Adcock Largest Shareholder Won’t Support CFR Takeover Bid

Adcock Ingram Holdings Ltd. (AIP)’s largest shareholder said it won’t back a $1.2 billion takeover proposal from Chilean drugmaker CFR Pharmaceuticals SA (CFR), saying it’s not in the investor’s best interests.

South Africa’s biggest asset manager Public Investment Corp. “has come to the unanimous decision that it is not in the best interest of our shareholding to support the CFR offer in its current form,” Chief Executive Officer Elias Masilela said in an e-mailed statement today, confirming an earlier text message sent to Bloomberg News. The non-binding nature of the proposal means the terms of the bid for Johannesburg-based Adcock “cannot be considered to be final,” he said.

Adcock shares fell 4.5 percent to 68.40 rand at the close of trading in Johannesburg, the biggest drop since May 2012. CFR’s bid for South Africa’s largest supplier of hospital products valued it at about 73.51 rand per Adcock share, according to both companies. CFR shares declined 1.5 percent as of 2:04 p.m. in Santiago, the most since Oct. 17.

Adcock said Oct. 30 that shareholders representing about 45 percent of its stock backed the deal. As many as 75 percent of investors have to vote in favor for the takeover to succeed, Khotso Mokhele, chairman of Adcock’s independent board, said Sept. 11. The PIC, which oversees the pension funds of South African government workers, says it has an 18.6 percent stake in Adcock.

A spokeswoman for Adcock wasn’t immediately available for comment.

Vote Risk

“It would be a risk to put the offer to a vote from here,” David Shapiro, a director at Johannesburg-based money manager Sasfin Securities, said by phone. “Adcock needs changes, it needs new management, but this deal was always going to be difficult as it would mean Adcock would be controlled from Chile.”

CFR, Chile’s largest drugmaker, said in July it would pay 12.6 billion rand in cash and shares for Adcock as it seeks to expand in other emerging markets. The company said it would settle as much as 51 percent to 64.3 percent of the purchase through cash and the balance with new CFR shares.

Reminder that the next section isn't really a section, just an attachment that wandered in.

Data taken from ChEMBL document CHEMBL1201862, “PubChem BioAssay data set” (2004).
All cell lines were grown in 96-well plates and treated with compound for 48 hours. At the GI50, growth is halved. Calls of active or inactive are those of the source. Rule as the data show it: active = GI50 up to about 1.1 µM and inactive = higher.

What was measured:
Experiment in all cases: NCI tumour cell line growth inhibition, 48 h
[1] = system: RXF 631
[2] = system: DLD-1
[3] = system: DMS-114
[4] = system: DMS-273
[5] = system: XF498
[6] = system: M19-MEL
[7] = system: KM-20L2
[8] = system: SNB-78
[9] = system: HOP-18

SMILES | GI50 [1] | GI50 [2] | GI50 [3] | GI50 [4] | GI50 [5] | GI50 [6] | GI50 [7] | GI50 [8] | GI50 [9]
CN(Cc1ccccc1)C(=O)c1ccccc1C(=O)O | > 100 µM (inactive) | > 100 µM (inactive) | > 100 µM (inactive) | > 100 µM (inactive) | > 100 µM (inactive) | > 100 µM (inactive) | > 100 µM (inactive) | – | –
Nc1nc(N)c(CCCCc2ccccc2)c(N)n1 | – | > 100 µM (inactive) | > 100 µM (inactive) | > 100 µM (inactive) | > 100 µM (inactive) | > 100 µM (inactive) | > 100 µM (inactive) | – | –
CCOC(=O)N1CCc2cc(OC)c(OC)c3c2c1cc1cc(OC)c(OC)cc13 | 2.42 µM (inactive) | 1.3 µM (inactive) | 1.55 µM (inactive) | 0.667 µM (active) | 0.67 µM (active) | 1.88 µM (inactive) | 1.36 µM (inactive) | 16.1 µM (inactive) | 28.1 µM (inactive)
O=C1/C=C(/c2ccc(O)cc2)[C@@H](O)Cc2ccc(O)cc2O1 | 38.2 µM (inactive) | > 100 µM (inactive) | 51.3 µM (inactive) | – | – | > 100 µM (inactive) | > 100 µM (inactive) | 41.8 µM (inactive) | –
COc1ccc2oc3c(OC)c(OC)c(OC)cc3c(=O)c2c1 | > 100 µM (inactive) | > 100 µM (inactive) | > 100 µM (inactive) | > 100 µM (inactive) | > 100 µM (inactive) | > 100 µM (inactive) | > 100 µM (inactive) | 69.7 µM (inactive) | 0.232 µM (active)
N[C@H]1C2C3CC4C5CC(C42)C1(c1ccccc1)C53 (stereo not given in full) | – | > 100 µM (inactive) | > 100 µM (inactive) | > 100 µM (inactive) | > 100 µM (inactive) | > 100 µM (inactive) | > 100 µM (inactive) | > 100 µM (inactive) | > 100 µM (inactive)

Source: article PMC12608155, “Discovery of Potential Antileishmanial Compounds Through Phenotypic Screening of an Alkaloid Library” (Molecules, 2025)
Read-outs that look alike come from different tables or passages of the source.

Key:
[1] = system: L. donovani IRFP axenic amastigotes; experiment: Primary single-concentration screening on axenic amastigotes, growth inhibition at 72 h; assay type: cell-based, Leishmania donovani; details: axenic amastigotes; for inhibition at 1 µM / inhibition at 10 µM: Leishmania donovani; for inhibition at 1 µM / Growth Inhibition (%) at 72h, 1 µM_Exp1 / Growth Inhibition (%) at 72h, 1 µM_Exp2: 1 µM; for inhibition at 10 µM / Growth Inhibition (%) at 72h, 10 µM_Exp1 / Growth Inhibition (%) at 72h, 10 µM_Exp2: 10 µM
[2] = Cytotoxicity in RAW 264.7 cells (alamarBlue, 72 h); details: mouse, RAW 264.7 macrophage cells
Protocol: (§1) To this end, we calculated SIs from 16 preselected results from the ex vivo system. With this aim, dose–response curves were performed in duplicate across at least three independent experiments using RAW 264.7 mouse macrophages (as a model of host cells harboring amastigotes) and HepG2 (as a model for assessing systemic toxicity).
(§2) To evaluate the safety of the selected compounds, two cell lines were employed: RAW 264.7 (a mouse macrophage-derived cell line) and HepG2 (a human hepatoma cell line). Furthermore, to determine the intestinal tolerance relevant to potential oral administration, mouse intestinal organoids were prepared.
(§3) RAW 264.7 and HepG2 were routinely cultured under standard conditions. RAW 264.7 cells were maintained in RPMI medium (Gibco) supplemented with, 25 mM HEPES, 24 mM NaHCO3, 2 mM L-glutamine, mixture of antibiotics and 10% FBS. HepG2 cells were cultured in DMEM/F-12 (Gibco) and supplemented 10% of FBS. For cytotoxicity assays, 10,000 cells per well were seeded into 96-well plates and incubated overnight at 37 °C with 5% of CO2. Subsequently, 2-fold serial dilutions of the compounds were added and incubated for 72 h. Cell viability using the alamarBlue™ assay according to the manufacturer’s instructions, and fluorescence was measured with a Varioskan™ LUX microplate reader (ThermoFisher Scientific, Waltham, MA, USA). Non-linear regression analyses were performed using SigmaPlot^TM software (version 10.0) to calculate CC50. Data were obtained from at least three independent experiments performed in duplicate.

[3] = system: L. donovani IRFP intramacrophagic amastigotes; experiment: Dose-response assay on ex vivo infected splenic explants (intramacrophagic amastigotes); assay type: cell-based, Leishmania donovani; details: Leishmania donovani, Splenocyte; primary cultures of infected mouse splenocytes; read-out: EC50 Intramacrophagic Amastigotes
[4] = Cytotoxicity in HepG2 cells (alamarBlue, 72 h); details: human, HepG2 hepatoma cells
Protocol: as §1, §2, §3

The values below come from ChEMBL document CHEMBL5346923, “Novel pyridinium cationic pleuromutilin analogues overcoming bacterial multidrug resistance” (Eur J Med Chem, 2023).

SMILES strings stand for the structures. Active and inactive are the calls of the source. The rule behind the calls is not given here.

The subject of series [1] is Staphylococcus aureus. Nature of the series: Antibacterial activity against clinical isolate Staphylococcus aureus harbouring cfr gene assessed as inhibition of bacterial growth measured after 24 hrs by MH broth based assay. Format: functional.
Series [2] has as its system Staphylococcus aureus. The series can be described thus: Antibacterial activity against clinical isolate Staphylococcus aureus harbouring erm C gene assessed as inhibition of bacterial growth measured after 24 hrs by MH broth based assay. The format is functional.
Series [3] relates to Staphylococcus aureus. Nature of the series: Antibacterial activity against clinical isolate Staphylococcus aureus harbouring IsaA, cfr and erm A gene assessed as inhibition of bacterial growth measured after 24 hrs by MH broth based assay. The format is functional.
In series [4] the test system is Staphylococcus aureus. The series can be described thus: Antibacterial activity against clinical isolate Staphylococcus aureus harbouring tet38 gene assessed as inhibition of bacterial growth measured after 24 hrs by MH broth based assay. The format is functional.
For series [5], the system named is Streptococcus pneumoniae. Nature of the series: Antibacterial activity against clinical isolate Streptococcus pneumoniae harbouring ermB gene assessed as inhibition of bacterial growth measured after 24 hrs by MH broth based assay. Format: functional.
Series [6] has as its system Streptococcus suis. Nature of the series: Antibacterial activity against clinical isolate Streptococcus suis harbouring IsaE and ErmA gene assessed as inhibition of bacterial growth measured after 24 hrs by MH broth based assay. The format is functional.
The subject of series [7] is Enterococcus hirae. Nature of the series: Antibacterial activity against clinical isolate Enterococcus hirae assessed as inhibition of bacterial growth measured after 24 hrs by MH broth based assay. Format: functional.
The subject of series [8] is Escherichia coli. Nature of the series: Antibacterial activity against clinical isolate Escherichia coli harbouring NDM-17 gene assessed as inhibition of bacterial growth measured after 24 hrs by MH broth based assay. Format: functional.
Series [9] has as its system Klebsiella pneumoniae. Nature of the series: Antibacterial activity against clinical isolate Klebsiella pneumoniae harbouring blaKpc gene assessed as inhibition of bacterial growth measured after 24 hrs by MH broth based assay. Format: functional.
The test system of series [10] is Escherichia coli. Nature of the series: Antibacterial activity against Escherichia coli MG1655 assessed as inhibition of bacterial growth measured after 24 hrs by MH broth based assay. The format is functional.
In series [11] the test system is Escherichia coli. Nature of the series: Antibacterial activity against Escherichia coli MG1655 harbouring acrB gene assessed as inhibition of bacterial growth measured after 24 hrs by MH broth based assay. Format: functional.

PIC Chief Investment Officer Daniel Matjila said on July 17 the company was concerned that the stock component of the CFR offer might make it a poor deal for investors. He said in May the PIC would prefer that a South African company buy the maker of Panado painkillers and Corenza cold medicine.

Structural Challenges

“I am surprised by the PIC’s position given several structural challenges faced by Adcock,” Mathew Menezes, an analyst at Avior Research, said in e-mailed comments. Adcock’s first-half profit fell 5.4 percent in the six months through March, the company said on June 4.

Oasis Group Holdings, which holds about 2.3 percent of Adcock shares, said on July 16 it won’t support the CFR bid as it doesn’t want the Chilean company’s stock.

CFR has faced competition from London-based private equity firm Actis LLP and Bidvest Group Ltd. (BVT), a Johannesburg-based food and car sales company, in the battle to control Adcock.

Bidvest Chief Executive Officer Brian Joffe said in a statement he couldn’t comment as he doesn’t have any details or background pertaining to the PIC’s decision.

To contact the reporters on this story: Christopher Spillane in Johannesburg at cspillane3@bloomberg.net; Janice Kew in Johannesburg at jkew4@bloomberg.net

To contact the editors responsible for this story: Kenneth Wong at kwong11@bloomberg.net; Celeste Perri at cperri@bloomberg.net

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